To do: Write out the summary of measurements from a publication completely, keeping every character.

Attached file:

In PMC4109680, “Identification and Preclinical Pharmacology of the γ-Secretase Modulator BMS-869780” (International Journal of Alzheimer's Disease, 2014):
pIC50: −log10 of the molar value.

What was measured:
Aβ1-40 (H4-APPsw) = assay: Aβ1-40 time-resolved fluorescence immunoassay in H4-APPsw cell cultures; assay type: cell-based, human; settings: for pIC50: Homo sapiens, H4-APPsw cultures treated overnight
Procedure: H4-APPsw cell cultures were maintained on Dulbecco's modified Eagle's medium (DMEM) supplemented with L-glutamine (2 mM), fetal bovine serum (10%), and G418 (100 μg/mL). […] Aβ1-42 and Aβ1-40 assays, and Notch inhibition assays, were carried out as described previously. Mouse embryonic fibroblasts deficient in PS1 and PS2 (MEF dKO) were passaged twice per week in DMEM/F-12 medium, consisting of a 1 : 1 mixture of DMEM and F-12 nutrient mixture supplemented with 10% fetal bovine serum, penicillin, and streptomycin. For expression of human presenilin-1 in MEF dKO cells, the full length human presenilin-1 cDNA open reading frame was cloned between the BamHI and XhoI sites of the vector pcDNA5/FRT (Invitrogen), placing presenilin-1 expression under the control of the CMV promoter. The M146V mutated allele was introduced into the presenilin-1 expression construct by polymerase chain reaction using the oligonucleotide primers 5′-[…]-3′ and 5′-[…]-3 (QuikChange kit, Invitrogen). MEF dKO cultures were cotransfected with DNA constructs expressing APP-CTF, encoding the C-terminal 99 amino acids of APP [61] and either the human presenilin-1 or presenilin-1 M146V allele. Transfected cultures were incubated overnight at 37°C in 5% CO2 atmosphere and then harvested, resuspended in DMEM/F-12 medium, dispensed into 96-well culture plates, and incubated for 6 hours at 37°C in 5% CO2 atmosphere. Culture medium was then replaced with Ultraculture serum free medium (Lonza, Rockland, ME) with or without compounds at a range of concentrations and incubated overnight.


In PMC4109680, “Identification and Preclinical Pharmacology of the γ-Secretase Modulator BMS-869780” (International Journal of Alzheimer's Disease, 2014):
pIC50: −log10 of the molar value.

What was measured:
Aβ1-40 (H4-APPsw) = assay: Aβ1-40 time-resolved fluorescence immunoassay in H4-APPsw cell cultures; assay type: cell-based, human; settings: for pIC50: Homo sapiens, H4-APPsw cultures treated overnight
Procedure: H4-APPsw cell cultures were maintained on Dulbecco's modified Eagle's medium (DMEM) supplemented with L-glutamine (2 mM), fetal bovine serum (10%), and G418 (100 μg/mL). […] Aβ1-42 and Aβ1-40 assays, and Notch inhibition assays, were carried out as described previously. Mouse embryonic fibroblasts deficient in PS1 and PS2 (MEF dKO) were passaged twice per week in DMEM/F-12 medium, consisting of a 1 : 1 mixture of DMEM and F-12 nutrient mixture supplemented with 10% fetal bovine serum, penicillin, and streptomycin. For expression of human presenilin-1 in MEF dKO cells, the full length human presenilin-1 cDNA open reading frame was cloned between the BamHI and XhoI sites of the vector pcDNA5/FRT (Invitrogen), placing presenilin-1 expression under the control of the CMV promoter. The M146V mutated allele was introduced into the presenilin-1 expression construct by polymerase chain reaction using the oligonucleotide primers 5′-[…]-3′ and 5′-[…]-3 (QuikChange kit, Invitrogen). MEF dKO cultures were cotransfected with DNA constructs expressing APP-CTF, encoding the C-terminal 99 amino acids of APP [61] and either the human presenilin-1 or presenilin-1 M146V allele. Transfected cultures were incubated overnight at 37°C in 5% CO2 atmosphere and then harvested, resuspended in DMEM/F-12 medium, dispensed into 96-well culture plates, and incubated for 6 hours at 37°C in 5% CO2 atmosphere. Culture medium was then replaced with Ultraculture serum free medium (Lonza, Rockland, ME) with or without compounds at a range of concentrations and incubated overnight.